About Our Teaching Fellows

Teaching Fellows AY 17-18

Rick Stokes

Richard Stokes photo

Every class is unique. Every class is composed of different individuals. While there are general strategies that can improve learning, not everything that works for one class will work for another. I think Twilight Sparkle said it best in season 4, episode 21, “One way of learning isn’t better than another. After all, every pony is unique and individual.”

Elizabeth Kosmetatou

As an educator, I embrace a philosophy of teaching which views learning Elizabeth Kosmetatou photoas an interactive process and a journey to self-discovery. I firmly believe that my students are capable of academic excellence and, by working hard, they can surpass their expectations, as well as my own. In this respect, I support active learning, which has been proven to stimulate my students’ intellectual curiosity, so that they may discover the rewards of critical thinking, the benefits of reasoned discourse, the delights of the process of learning, the value of knowledge, and the rewards of intellectual life and of the Liberal Arts.

Andrea Scarpino

Andrea Scarpino photo

My pedagogy is based on the tenets of Universal Design, which hold that a flexible learning environment inclusive of students with disabilities is inclusive of everyone, including students with different learning styles, cultural backgrounds, and life experiences. In every class I teach, whether an undergraduate composition class or a graduate poetry workshop, I provide many opportunities for students to engage with our material, a variety of assignment formats, and a diversity of texts, including scholarship, creative work, and digital content. The goal is to create a flexible learning environment that is responsive to, and supportive of, the different needs of each student.

Tiffany Nielson photo

Tiffany Nielson

My teaching philosophy is grounded in humanistic pedagogy with its focus on the core qualities of an effective teacher, namely, congruence, respect for students, and empathic understanding.  I believe students are the masters of their own learning and strive to promote greater individuality, congruence, and autonomy of learners.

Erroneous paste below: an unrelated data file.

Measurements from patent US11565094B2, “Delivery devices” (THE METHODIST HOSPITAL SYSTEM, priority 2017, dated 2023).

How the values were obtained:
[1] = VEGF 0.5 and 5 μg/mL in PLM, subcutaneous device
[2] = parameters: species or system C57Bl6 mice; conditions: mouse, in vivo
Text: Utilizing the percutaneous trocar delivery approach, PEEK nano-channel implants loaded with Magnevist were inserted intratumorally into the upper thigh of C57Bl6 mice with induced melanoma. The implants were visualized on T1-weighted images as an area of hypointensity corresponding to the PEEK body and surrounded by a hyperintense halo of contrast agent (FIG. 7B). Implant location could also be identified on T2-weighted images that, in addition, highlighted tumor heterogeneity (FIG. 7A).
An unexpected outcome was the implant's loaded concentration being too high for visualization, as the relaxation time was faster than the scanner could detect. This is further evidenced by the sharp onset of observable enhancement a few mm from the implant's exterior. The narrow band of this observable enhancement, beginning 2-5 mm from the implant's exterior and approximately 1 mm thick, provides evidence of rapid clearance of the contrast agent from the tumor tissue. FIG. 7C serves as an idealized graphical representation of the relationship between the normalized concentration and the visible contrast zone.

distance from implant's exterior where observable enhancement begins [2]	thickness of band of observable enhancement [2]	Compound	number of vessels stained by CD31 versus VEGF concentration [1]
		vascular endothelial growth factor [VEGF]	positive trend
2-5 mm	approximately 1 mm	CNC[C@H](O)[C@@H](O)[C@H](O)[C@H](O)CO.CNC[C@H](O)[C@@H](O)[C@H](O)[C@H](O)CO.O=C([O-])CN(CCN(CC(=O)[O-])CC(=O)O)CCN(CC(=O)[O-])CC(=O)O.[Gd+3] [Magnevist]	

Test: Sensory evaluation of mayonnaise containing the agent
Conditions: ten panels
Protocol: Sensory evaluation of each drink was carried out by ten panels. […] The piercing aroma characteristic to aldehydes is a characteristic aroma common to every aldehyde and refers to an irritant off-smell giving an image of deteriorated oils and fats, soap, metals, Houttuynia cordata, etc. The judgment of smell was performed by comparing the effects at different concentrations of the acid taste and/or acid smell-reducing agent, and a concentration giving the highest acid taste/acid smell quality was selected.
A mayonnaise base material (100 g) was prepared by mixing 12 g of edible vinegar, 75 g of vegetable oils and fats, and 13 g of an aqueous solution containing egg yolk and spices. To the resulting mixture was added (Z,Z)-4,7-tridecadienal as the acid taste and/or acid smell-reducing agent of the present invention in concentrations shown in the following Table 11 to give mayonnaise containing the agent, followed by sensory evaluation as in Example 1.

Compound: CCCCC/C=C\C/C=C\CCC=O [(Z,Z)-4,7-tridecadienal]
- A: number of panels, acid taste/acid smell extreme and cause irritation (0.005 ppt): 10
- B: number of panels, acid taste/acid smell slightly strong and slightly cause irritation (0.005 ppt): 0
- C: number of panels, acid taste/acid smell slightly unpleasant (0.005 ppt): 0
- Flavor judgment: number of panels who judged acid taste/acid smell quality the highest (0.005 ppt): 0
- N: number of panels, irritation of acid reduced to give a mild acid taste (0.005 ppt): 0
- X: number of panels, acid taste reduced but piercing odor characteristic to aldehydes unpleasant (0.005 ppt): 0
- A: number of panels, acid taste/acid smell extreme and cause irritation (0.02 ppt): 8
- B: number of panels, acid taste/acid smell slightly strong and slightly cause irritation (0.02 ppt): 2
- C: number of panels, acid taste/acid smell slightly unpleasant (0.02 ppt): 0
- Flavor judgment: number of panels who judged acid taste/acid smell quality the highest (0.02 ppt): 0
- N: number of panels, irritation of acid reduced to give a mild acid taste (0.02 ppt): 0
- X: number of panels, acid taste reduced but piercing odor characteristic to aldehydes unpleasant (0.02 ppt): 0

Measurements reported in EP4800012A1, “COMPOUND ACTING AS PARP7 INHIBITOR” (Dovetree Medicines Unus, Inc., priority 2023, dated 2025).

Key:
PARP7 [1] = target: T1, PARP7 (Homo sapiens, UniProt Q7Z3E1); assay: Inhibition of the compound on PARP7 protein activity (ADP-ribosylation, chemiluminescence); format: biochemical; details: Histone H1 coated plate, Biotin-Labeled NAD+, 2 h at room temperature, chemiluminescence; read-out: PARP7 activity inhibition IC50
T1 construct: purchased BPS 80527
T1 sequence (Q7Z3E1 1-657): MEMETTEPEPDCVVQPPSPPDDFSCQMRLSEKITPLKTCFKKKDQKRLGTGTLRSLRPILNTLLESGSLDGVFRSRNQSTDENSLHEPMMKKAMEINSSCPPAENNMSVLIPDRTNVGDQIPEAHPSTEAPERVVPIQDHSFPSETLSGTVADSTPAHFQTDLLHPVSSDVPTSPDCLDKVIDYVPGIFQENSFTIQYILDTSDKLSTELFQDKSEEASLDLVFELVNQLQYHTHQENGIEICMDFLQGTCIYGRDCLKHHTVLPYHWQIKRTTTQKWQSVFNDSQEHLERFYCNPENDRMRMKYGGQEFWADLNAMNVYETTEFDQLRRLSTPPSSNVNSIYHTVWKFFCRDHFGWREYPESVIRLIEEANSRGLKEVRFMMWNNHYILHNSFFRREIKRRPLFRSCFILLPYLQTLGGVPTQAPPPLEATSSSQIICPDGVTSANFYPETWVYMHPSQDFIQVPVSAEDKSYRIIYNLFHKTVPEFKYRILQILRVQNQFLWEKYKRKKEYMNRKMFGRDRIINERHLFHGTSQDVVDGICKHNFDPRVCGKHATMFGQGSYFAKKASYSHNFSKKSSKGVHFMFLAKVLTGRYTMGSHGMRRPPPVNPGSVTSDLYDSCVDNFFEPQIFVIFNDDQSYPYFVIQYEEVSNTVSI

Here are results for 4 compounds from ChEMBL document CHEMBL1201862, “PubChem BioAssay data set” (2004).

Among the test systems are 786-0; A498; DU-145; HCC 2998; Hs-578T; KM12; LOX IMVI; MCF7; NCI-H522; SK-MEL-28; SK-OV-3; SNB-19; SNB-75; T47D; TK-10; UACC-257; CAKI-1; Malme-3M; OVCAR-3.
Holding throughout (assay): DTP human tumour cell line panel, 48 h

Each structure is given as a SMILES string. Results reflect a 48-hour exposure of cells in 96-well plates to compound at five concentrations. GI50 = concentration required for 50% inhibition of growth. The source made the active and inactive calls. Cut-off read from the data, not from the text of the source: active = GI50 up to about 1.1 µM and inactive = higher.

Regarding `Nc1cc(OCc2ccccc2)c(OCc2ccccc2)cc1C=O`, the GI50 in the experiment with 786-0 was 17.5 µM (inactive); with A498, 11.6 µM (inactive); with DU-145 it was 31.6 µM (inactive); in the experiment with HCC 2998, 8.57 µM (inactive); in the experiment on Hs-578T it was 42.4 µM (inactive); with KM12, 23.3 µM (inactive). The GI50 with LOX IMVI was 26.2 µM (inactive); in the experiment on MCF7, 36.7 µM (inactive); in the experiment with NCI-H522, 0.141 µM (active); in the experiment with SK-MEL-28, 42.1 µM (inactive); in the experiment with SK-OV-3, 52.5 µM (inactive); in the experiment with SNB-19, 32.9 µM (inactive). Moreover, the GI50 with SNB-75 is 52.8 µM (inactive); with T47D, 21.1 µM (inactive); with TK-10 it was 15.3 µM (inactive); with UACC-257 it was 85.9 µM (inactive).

Carol Jessup

Carol Jessup photo

My teaching philosophy is to facilitate a “love of learning” and promote the merits and potential for progress derived from an understanding of the “language of business.”  I emphasize and model the inherent responsibilities of the accounting professional to act with integrity in serving the public.  Finally, in all encounters, I strive to be well-prepared, innovative, and accessible to students, including past, present, and potential. ​

Angela Doehring

Angela Doehring photoUltimately, through my teaching, I expect students to develop professional skills that will enhance their careers, as well as gain a greater understanding of course material. I look forward to the challenge my students provide as I progress throughout my career. Since learning continues throughout the life course, I can only hope to positively influence the lives of those that I teach, encouraging them to enjoy the perpetual process of learning.

Sudeep Sharma

Sudeep Sharma photo

I view teaching as an integral part of my role as a scholar. My teaching philosophy is derived from transformational learning theory (Mezirow, 1991)—improved, advanced, and developed level of thinking through learning. I believe education’s purpose is to holistically develop students as an important and contributing member of society through improved learning. My ultimate aim, as an instructor, is to nurture students for improved professional ability, enhanced knowledge of management topics, and elevated research competence.

Carlee Beth Hawkins photoCarlee Beth Hawkins

My main teaching objectives are to increase students’ interest in psychological science and confidence in their ability to learn. I create a comfortable class environment with small group discussions and by providing students with structured and personalized support. I engage students in psychology by helping them apply the course material to their own lives.

Denise Bockmier-Sommers photo

Denise Bockmier-Sommers

Authentic Leadership lends itself to teaching as it facilitates students becoming life-long learners who are sensitive to their internal and external worlds and events. Consistent with Authentic Leadership Theory, I apply transparency as I teach and mentor each of my students​

Cindy Wilson

Professional teaching is always a work in progress, so as a teacher striving for effectiveness, I must Cynthia Wilson photobe open to continuous learning myself. I know full well that no matter how good I feel about my teaching, it is the actual learning that is a true measure of teaching effectiveness, so I find myself on a permanent aspirational trajectory. As I teach in a professional program, my focus tends to be on a passion for the profession as well as specific content knowledge and skills; practicing critical, reflective thought; that desire for continuous learning; flexible responsiveness, and modeling professional dispositions and conduct.

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